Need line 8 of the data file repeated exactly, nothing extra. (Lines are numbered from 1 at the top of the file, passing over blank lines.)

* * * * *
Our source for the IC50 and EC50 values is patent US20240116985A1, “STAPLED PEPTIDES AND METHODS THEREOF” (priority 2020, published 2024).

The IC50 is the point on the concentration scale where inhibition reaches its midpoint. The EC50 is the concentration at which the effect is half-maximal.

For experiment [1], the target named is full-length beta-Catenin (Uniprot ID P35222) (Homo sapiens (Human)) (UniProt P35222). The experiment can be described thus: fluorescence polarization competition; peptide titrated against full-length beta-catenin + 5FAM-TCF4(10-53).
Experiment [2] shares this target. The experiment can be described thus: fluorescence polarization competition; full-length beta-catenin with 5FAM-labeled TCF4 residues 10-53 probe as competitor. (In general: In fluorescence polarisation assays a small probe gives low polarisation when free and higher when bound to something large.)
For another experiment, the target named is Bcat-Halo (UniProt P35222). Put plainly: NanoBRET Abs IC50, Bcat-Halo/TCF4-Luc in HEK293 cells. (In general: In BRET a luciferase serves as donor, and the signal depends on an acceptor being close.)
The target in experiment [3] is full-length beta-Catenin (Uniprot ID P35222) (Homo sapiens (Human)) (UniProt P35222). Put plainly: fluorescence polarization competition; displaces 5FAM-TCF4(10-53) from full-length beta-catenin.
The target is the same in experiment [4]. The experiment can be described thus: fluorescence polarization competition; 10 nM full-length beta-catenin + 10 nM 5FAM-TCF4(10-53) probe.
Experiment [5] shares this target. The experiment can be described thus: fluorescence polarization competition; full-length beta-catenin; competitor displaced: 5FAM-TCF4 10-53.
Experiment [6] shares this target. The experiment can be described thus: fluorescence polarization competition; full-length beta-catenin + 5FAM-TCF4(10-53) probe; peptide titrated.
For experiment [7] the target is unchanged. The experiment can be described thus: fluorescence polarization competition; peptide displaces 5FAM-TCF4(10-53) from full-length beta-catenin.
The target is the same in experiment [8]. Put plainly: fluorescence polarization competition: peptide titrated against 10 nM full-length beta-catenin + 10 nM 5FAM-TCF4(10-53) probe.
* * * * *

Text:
Experiment [5] shares this target. The experiment can be described thus: fluorescence polarization competition; full-length beta-catenin; competitor displaced: 5FAM-TCF4 10-53.